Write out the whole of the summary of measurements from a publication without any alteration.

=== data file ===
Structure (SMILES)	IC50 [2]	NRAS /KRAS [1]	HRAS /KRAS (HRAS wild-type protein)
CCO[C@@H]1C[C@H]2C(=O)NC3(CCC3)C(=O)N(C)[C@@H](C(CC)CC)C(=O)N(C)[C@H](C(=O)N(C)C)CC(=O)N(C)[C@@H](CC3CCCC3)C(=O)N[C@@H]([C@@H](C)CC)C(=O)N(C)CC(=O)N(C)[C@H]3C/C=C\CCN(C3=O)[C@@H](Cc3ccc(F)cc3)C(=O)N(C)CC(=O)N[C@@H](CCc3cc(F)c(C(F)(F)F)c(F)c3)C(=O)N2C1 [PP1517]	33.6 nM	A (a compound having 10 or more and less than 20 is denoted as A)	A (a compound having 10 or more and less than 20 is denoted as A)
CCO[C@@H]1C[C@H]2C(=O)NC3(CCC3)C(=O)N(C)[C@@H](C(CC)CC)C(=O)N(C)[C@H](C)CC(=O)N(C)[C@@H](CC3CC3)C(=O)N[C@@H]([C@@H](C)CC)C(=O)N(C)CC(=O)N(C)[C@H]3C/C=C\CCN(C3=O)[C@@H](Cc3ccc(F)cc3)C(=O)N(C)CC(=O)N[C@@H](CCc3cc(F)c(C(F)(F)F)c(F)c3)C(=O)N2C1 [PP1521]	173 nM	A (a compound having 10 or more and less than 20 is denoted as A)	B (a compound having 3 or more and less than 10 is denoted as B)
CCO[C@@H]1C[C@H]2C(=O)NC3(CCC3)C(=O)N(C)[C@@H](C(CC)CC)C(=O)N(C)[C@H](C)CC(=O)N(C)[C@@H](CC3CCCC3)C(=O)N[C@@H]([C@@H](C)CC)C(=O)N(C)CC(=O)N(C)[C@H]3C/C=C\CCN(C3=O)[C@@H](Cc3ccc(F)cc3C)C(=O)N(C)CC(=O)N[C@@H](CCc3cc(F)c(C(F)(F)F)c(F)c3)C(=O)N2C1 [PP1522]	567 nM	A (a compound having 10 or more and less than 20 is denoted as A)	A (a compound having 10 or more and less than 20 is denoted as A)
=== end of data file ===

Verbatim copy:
Structure (SMILES)	IC50 [2]	NRAS /KRAS [1]	HRAS /KRAS (HRAS wild-type protein)
CCO[C@@H]1C[C@H]2C(=O)NC3(CCC3)C(=O)N(C)[C@@H](C(CC)CC)C(=O)N(C)[C@H](C(=O)N(C)C)CC(=O)N(C)[C@@H](CC3CCCC3)C(=O)N[C@@H]([C@@H](C)CC)C(=O)N(C)CC(=O)N(C)[C@H]3C/C=C\CCN(C3=O)[C@@H](Cc3ccc(F)cc3)C(=O)N(C)CC(=O)N[C@@H](CCc3cc(F)c(C(F)(F)F)c(F)c3)C(=O)N2C1 [PP1517]	33.6 nM	A (a compound having 10 or more and less than 20 is denoted as A)	A (a compound having 10 or more and less than 20 is denoted as A)
CCO[C@@H]1C[C@H]2C(=O)NC3(CCC3)C(=O)N(C)[C@@H](C(CC)CC)C(=O)N(C)[C@H](C)CC(=O)N(C)[C@@H](CC3CC3)C(=O)N[C@@H]([C@@H](C)CC)C(=O)N(C)CC(=O)N(C)[C@H]3C/C=C\CCN(C3=O)[C@@H](Cc3ccc(F)cc3)C(=O)N(C)CC(=O)N[C@@H](CCc3cc(F)c(C(F)(F)F)c(F)c3)C(=O)N2C1 [PP1521]	173 nM	A (a compound having 10 or more and less than 20 is denoted as A)	B (a compound having 3 or more and less than 10 is denoted as B)
CCO[C@@H]1C[C@H]2C(=O)NC3(CCC3)C(=O)N(C)[C@@H](C(CC)CC)C(=O)N(C)[C@H](C)CC(=O)N(C)[C@@H](CC3CCCC3)C(=O)N[C@@H]([C@@H](C)CC)C(=O)N(C)CC(=O)N(C)[C@H]3C/C=C\CCN(C3=O)[C@@H](Cc3ccc(F)cc3C)C(=O)N(C)CC(=O)N[C@@H](CCc3cc(F)c(C(F)(F)F)c(F)c3)C(=O)N2C1 [PP1522]	567 nM	A (a compound having 10 or more and less than 20 is denoted as A)	A (a compound having 10 or more and less than 20 is denoted as A)